Simon's Scion FR-S attracts attention. Just sitting in a parking lot or driving by on the street, you will take a second look. We certainly did - and then contacted Simon and asked if he was interested in doing an article for MotoIQ. He was and so a meeting was set up at River's Edge Road Course, part of Mission Raceway Park in Mission, B.C. where he would be participating in a track day. A nice balancing point from the Autocross event that first brought this FR-S to our attention. The weather was initially overcast with some light rain on the way to the track, however, by early afternoon the sun was drying off the track and, by mid-afternoon, was out in full force. This was certainly a more balanced day than the early spring autocross event which blew us away with snow in the first few hours before the sun also came out to stay.
Global Time Attack returns to Buttonwillow Raceway Park to challenge the legendary 3.1 mile road coarse for GTA’s Pro Am Speed District round 2 event. With the weather predicted to hover around a beautiful mid 70 degrees throughout the race day, drivers arrive ready to attack the clock, reset records, and set a new standard of performance in their respective classes.
From completely stock Ford Mustangs and lightly modified Subaru BRZs, to the heavily modified unlimited class where one could stumble upon a J35A1 swapped Honda Civic Coupe built specifically for the circuit, a plethora of different types of cars can be found at any Global Time Attack event. Yes, you read it correctly, a stout V6 Honda Odyssey motor- in a Civic! This is the series where not only the world’s fastest and most dedicated drivers come to play, but a series where an enthusiast can find some of the most creative tuners in the industry. With this in mind, welcome to Global Time Attack! Let’s get started.
In our Turbo Tech series, we have covered a lot of segments of turbocharger performance. We have looked at various aspects of compressor efficiency and performance, turbocharger mapping, and turbo sizing and matching among other things. This time around, we are going to do some more calculations on the turbine side, calculating pressure ratio and wastegate flow along with estimating power gains from the Honeywell Garrett GTX Gen2 turbos over the first generation GTX. You better get your Excel spreadsheets warmed up.
The cars created by Moti Almagor of Blackbird Fabworx have always caught our attention. More for less has always been the theme his creations. The Blackbird Fabworx cars have always eked amazing speed out of stock, very low powered engines. Lightweight, meticulous care in chassis setup, balanced brakes and carefully thought out aerodynamics have had a harmonious interplay in developing incredible speed from very little horsepower.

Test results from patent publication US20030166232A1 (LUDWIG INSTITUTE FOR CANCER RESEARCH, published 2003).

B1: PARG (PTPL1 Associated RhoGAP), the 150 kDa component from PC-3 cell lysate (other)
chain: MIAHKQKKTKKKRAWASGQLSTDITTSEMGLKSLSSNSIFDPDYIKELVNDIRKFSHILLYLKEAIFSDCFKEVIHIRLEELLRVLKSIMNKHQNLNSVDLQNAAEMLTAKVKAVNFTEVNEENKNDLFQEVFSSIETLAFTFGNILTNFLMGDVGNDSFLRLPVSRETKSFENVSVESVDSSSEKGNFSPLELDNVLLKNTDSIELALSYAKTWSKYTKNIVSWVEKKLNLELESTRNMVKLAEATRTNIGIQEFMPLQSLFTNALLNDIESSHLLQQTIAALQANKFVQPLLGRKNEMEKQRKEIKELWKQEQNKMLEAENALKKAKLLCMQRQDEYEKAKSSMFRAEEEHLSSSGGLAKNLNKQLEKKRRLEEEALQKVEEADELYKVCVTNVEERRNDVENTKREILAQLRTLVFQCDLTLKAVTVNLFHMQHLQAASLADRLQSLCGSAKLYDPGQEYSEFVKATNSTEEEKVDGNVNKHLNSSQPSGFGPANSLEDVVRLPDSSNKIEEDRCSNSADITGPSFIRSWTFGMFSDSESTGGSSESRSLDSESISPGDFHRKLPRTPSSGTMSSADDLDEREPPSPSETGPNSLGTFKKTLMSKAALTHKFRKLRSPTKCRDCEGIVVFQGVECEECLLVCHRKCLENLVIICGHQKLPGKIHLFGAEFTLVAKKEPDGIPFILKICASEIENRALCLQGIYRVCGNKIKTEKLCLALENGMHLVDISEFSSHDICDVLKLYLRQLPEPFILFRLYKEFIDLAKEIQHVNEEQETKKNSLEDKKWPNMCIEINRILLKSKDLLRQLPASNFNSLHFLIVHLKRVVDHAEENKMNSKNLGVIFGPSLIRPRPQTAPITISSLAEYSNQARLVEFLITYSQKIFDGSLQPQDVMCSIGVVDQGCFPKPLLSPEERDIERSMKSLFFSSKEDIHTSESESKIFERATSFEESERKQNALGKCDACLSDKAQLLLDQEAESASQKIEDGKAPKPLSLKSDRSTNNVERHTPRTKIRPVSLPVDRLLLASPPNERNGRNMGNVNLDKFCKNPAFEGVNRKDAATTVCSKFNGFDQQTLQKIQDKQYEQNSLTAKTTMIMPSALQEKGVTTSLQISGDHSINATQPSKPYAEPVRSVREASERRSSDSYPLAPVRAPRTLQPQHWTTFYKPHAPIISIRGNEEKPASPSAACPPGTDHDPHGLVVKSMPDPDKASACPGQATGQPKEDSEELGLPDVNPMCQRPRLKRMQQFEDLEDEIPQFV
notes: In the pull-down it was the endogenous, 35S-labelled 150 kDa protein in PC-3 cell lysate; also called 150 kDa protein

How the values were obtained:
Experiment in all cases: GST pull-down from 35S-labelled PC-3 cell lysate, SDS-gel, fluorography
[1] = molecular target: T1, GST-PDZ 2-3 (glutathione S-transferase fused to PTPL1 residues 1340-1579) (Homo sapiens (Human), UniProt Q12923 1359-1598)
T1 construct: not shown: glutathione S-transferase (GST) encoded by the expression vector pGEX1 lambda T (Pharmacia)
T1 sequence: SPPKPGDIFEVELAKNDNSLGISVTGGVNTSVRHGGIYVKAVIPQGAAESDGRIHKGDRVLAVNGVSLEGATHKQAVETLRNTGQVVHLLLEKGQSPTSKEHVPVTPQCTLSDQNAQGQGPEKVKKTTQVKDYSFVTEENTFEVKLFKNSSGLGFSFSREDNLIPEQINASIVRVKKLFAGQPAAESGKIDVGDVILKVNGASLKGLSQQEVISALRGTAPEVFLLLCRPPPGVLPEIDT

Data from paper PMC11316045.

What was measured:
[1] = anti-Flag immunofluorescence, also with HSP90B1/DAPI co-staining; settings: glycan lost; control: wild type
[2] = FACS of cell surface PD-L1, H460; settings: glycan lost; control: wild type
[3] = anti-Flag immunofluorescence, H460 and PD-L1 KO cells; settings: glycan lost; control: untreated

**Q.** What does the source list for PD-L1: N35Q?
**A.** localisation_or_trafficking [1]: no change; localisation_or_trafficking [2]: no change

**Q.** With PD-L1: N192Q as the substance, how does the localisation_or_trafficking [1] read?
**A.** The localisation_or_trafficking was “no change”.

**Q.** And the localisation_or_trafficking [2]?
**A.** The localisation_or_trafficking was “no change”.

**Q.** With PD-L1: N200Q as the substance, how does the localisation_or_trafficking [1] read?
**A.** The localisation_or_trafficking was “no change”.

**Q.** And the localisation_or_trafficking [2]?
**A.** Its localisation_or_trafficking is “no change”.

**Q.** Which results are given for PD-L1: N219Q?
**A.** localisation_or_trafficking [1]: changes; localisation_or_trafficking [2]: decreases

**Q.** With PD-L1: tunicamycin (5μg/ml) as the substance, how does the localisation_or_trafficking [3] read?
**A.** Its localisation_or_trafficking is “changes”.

In 1989, The Figaro was introduced at the Tokyo Motor Show that’s held every other year at the largest convention and exhibition center in Japan, the Tokyo Big Sight. Naoki Sakai and Shoji Takahashi’s “Back to the Future” design really soaked up many and all possibilities and made something that one wouldn’t know which generation it belonged in.
The editorial series, Keep Drifting Serious is intended to shine some light on what it takes to build a competitive drift car (some of you may have read the first Keep Drifting Serious article featuring Vaughn Gittin Jr. a little while ago).
If you've been following Formula Drift (FD) for the last few years, I'm sure you've made note of how quickly the cars have been evolving. The competitiveness has trickled down into many ProAm series as well. Nowadays, ProAm cars are what FD cars used to be 8+ years ago.
So as we continue looking at what it takes to build a professional drift car, we take a look inside ProAm driver, Andrew Attalla and his LS1 E46.
After spending a good number of hours behind the Logitech G920 controls on our GT-R Simulator GTA-F cockpit, we wanted to see if we could enhance our experience. There wasn’t anything wrong with the Logitech setup, but there is a whole lot more high-end gear out there that we wanted to try. Enter Fanatec and another pile of boxes!
By Eric Hsu
The external combustion anti-lag "rocket" combustor was used on the factory Prodrive built WRC STi Subaru cars to improve the EJ20 engine's inherent mediocre torque and engine response. The rocket is so good that a version of it is still in use today in the 2012 Japanese Super GT GT300 STi BRZ which also uses an EJ20. Last time I wrote a teaser article, but this time we'll take a look at some of the details of the rocket combustor anti-lag system as it applies to my buddy Ben's JDM Impreza STi Spec C street car over in the UK.
As a hardcore Japanese car enthusiast, it pains me to write this. I have seen the Japanese car phenomena go full circle first hand. When I was a little kid, adults used to snicker and the funny little weird crap boxes that were first imported from Japan by Datsun, Toyota and then Honda. The cars were small, underpowered and quirky. There were some standouts like the Datsun 240Z, the Toyota 2000GT and 510 that were pretty cool cars but for the most part, no one cared.
Repetition leads to boredom. Boredom leads to unrest. Unrest leads to new beginnings. Well, that, and running out of means will force a person to "reconsider the options available" in a fairly brisk manner. I've been precariously balancing the pocketbook of life for a while, be it health or wealth, youth and unrest, ambition and means. This is my life in motorsports, starting at 25.